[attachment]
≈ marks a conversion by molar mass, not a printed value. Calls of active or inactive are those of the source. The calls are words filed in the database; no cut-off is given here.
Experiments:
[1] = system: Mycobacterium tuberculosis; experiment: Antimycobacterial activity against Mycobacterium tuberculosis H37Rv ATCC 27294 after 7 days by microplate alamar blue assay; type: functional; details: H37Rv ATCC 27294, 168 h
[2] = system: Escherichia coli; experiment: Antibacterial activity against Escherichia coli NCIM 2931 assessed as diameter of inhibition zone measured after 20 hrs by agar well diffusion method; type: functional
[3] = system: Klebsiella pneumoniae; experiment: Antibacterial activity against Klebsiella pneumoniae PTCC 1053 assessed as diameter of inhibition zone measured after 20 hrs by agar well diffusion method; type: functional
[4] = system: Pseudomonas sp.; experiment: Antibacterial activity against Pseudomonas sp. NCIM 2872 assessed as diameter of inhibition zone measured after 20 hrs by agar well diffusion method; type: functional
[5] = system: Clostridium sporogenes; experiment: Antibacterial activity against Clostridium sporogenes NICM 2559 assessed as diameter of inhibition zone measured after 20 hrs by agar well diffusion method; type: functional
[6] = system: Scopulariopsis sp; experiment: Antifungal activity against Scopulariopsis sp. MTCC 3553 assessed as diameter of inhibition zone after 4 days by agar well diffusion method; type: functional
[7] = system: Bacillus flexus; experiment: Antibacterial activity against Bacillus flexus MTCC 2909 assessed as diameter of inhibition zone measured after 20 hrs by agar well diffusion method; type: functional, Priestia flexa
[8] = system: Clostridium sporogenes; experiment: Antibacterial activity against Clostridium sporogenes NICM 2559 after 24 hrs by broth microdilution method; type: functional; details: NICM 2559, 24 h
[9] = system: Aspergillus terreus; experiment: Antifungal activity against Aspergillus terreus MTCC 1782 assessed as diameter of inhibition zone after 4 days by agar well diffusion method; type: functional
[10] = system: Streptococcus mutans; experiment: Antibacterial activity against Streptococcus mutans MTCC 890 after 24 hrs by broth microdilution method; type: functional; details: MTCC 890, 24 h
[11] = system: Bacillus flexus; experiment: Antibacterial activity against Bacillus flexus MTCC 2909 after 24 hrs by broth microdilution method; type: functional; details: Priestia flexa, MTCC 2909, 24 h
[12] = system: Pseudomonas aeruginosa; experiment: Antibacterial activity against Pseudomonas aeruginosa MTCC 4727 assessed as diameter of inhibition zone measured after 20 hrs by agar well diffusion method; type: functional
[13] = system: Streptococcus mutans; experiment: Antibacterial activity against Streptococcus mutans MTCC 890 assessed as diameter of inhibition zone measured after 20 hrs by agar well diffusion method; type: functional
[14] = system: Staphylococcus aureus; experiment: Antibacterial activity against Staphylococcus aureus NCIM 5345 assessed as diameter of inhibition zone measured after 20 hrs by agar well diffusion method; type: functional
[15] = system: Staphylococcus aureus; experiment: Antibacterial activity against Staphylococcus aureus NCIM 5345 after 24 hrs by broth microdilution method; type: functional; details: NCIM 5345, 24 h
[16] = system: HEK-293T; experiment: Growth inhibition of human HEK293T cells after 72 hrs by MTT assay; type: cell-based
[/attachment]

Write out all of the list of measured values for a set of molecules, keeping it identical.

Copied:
≈ marks a conversion by molar mass, not a printed value. Calls of active or inactive are those of the source. The calls are words filed in the database; no cut-off is given here.
Experiments:
[1] = system: Mycobacterium tuberculosis; experiment: Antimycobacterial activity against Mycobacterium tuberculosis H37Rv ATCC 27294 after 7 days by microplate alamar blue assay; type: functional; details: H37Rv ATCC 27294, 168 h
[2] = system: Escherichia coli; experiment: Antibacterial activity against Escherichia coli NCIM 2931 assessed as diameter of inhibition zone measured after 20 hrs by agar well diffusion method; type: functional
[3] = system: Klebsiella pneumoniae; experiment: Antibacterial activity against Klebsiella pneumoniae PTCC 1053 assessed as diameter of inhibition zone measured after 20 hrs by agar well diffusion method; type: functional
[4] = system: Pseudomonas sp.; experiment: Antibacterial activity against Pseudomonas sp. NCIM 2872 assessed as diameter of inhibition zone measured after 20 hrs by agar well diffusion method; type: functional
[5] = system: Clostridium sporogenes; experiment: Antibacterial activity against Clostridium sporogenes NICM 2559 assessed as diameter of inhibition zone measured after 20 hrs by agar well diffusion method; type: functional
[6] = system: Scopulariopsis sp; experiment: Antifungal activity against Scopulariopsis sp. MTCC 3553 assessed as diameter of inhibition zone after 4 days by agar well diffusion method; type: functional
[7] = system: Bacillus flexus; experiment: Antibacterial activity against Bacillus flexus MTCC 2909 assessed as diameter of inhibition zone measured after 20 hrs by agar well diffusion method; type: functional, Priestia flexa
[8] = system: Clostridium sporogenes; experiment: Antibacterial activity against Clostridium sporogenes NICM 2559 after 24 hrs by broth microdilution method; type: functional; details: NICM 2559, 24 h
[9] = system: Aspergillus terreus; experiment: Antifungal activity against Aspergillus terreus MTCC 1782 assessed as diameter of inhibition zone after 4 days by agar well diffusion method; type: functional
[10] = system: Streptococcus mutans; experiment: Antibacterial activity against Streptococcus mutans MTCC 890 after 24 hrs by broth microdilution method; type: functional; details: MTCC 890, 24 h
[11] = system: Bacillus flexus; experiment: Antibacterial activity against Bacillus flexus MTCC 2909 after 24 hrs by broth microdilution method; type: functional; details: Priestia flexa, MTCC 2909, 24 h
[12] = system: Pseudomonas aeruginosa; experiment: Antibacterial activity against Pseudomonas aeruginosa MTCC 4727 assessed as diameter of inhibition zone measured after 20 hrs by agar well diffusion method; type: functional
[13] = system: Streptococcus mutans; experiment: Antibacterial activity against Streptococcus mutans MTCC 890 assessed as diameter of inhibition zone measured after 20 hrs by agar well diffusion method; type: functional
[14] = system: Staphylococcus aureus; experiment: Antibacterial activity against Staphylococcus aureus NCIM 5345 assessed as diameter of inhibition zone measured after 20 hrs by agar well diffusion method; type: functional
[15] = system: Staphylococcus aureus; experiment: Antibacterial activity against Staphylococcus aureus NCIM 5345 after 24 hrs by broth microdilution method; type: functional; details: NCIM 5345, 24 h
[16] = system: HEK-293T; experiment: Growth inhibition of human HEK293T cells after 72 hrs by MTT assay; type: cell-based